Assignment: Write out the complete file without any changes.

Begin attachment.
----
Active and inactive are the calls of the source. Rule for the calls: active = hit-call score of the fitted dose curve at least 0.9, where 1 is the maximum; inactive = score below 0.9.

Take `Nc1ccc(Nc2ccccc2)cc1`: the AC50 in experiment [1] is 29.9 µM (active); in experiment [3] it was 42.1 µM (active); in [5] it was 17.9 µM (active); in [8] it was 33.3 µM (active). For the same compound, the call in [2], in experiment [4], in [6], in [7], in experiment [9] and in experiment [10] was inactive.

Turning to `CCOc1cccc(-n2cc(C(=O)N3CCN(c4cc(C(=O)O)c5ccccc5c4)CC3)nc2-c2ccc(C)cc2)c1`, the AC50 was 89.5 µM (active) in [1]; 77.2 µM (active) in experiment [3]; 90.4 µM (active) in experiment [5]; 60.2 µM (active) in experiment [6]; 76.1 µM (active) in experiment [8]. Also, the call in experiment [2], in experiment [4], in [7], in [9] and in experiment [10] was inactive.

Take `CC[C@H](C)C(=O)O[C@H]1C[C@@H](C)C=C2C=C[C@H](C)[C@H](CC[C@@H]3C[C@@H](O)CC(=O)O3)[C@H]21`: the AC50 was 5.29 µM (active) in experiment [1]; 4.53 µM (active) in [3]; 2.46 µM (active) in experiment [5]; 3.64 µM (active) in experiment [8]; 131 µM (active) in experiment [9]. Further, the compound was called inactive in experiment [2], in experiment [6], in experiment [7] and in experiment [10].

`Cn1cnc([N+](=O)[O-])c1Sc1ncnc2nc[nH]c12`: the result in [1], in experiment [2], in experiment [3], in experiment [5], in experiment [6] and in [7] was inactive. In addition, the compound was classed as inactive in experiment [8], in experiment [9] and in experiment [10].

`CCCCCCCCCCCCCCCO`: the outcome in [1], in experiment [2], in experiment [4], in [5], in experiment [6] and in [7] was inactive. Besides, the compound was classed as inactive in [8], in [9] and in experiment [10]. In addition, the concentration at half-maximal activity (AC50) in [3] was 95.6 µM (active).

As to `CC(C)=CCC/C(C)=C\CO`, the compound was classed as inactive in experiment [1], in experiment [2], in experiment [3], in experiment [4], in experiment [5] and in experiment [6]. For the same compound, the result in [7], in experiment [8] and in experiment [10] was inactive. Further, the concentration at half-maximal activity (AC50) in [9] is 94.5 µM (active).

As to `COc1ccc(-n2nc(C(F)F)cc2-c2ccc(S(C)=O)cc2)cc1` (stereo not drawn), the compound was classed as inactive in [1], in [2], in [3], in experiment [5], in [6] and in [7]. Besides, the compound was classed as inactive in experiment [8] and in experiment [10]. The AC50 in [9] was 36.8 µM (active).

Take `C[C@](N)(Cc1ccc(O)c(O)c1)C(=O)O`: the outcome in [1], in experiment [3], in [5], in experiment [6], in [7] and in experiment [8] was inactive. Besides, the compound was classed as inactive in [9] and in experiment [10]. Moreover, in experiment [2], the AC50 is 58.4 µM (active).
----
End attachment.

Active and inactive are the calls of the source. Rule for the calls: active = hit-call score of the fitted dose curve at least 0.9, where 1 is the maximum; inactive = score below 0.9.

Take `Nc1ccc(Nc2ccccc2)cc1`: the AC50 in experiment [1] is 29.9 µM (active); in experiment [3] it was 42.1 µM (active); in [5] it was 17.9 µM (active); in [8] it was 33.3 µM (active). For the same compound, the call in [2], in experiment [4], in [6], in [7], in experiment [9] and in experiment [10] was inactive.

Turning to `CCOc1cccc(-n2cc(C(=O)N3CCN(c4cc(C(=O)O)c5ccccc5c4)CC3)nc2-c2ccc(C)cc2)c1`, the AC50 was 89.5 µM (active) in [1]; 77.2 µM (active) in experiment [3]; 90.4 µM (active) in experiment [5]; 60.2 µM (active) in experiment [6]; 76.1 µM (active) in experiment [8]. Also, the call in experiment [2], in experiment [4], in [7], in [9] and in experiment [10] was inactive.

Take `CC[C@H](C)C(=O)O[C@H]1C[C@@H](C)C=C2C=C[C@H](C)[C@H](CC[C@@H]3C[C@@H](O)CC(=O)O3)[C@H]21`: the AC50 was 5.29 µM (active) in experiment [1]; 4.53 µM (active) in [3]; 2.46 µM (active) in experiment [5]; 3.64 µM (active) in experiment [8]; 131 µM (active) in experiment [9]. Further, the compound was called inactive in experiment [2], in experiment [6], in experiment [7] and in experiment [10].

`Cn1cnc([N+](=O)[O-])c1Sc1ncnc2nc[nH]c12`: the result in [1], in experiment [2], in experiment [3], in experiment [5], in experiment [6] and in [7] was inactive. In addition, the compound was classed as inactive in experiment [8], in experiment [9] and in experiment [10].

`CCCCCCCCCCCCCCCO`: the outcome in [1], in experiment [2], in experiment [4], in [5], in experiment [6] and in [7] was inactive. Besides, the compound was classed as inactive in [8], in [9] and in experiment [10]. In addition, the concentration at half-maximal activity (AC50) in [3] was 95.6 µM (active).

As to `CC(C)=CCC/C(C)=C\CO`, the compound was classed as inactive in experiment [1], in experiment [2], in experiment [3], in experiment [4], in experiment [5] and in experiment [6]. For the same compound, the result in [7], in experiment [8] and in experiment [10] was inactive. Further, the concentration at half-maximal activity (AC50) in [9] is 94.5 µM (active).

As to `COc1ccc(-n2nc(C(F)F)cc2-c2ccc(S(C)=O)cc2)cc1` (stereo not drawn), the compound was classed as inactive in [1], in [2], in [3], in experiment [5], in [6] and in [7]. Besides, the compound was classed as inactive in experiment [8] and in experiment [10]. The AC50 in [9] was 36.8 µM (active).

Take `C[C@](N)(Cc1ccc(O)c(O)c1)C(=O)O`: the outcome in [1], in experiment [3], in [5], in experiment [6], in [7] and in experiment [8] was inactive. Besides, the compound was classed as inactive in [9] and in experiment [10]. Moreover, in experiment [2], the AC50 is 58.4 µM (active).